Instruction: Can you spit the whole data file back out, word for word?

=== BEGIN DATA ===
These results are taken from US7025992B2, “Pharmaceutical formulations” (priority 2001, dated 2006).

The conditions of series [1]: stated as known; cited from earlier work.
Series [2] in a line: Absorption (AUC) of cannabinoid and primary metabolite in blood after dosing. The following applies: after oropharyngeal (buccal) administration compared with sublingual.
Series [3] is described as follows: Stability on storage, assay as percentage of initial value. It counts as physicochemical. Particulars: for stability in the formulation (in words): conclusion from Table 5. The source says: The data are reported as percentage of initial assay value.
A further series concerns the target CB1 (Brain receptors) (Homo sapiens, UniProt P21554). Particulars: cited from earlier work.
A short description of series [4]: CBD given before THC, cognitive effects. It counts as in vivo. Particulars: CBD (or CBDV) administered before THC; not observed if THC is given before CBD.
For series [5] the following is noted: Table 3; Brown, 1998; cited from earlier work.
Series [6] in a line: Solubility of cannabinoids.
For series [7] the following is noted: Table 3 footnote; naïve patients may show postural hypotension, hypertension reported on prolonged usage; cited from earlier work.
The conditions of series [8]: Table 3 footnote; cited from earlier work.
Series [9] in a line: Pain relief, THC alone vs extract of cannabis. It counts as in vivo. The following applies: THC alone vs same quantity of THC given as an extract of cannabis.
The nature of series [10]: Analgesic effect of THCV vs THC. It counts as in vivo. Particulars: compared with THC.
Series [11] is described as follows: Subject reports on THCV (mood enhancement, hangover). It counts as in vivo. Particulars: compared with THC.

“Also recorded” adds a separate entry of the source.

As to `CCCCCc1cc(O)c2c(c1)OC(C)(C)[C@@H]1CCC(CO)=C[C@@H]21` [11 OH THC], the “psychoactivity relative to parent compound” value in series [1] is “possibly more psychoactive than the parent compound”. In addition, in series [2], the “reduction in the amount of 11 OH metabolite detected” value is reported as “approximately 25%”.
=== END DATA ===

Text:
These results are taken from US7025992B2, “Pharmaceutical formulations” (priority 2001, dated 2006).

The conditions of series [1]: stated as known; cited from earlier work.
Series [2] in a line: Absorption (AUC) of cannabinoid and primary metabolite in blood after dosing. The following applies: after oropharyngeal (buccal) administration compared with sublingual.
Series [3] is described as follows: Stability on storage, assay as percentage of initial value. It counts as physicochemical. Particulars: for stability in the formulation (in words): conclusion from Table 5. The source says: The data are reported as percentage of initial assay value.
A further series concerns the target CB1 (Brain receptors) (Homo sapiens, UniProt P21554). Particulars: cited from earlier work.
A short description of series [4]: CBD given before THC, cognitive effects. It counts as in vivo. Particulars: CBD (or CBDV) administered before THC; not observed if THC is given before CBD.
For series [5] the following is noted: Table 3; Brown, 1998; cited from earlier work.
Series [6] in a line: Solubility of cannabinoids.
For series [7] the following is noted: Table 3 footnote; naïve patients may show postural hypotension, hypertension reported on prolonged usage; cited from earlier work.
The conditions of series [8]: Table 3 footnote; cited from earlier work.
Series [9] in a line: Pain relief, THC alone vs extract of cannabis. It counts as in vivo. The following applies: THC alone vs same quantity of THC given as an extract of cannabis.
The nature of series [10]: Analgesic effect of THCV vs THC. It counts as in vivo. Particulars: compared with THC.
Series [11] is described as follows: Subject reports on THCV (mood enhancement, hangover). It counts as in vivo. Particulars: compared with THC.

“Also recorded” adds a separate entry of the source.

As to `CCCCCc1cc(O)c2c(c1)OC(C)(C)[C@@H]1CCC(CO)=C[C@@H]21` [11 OH THC], the “psychoactivity relative to parent compound” value in series [1] is “possibly more psychoactive than the parent compound”. In addition, in series [2], the “reduction in the amount of 11 OH metabolite detected” value is reported as “approximately 25%”.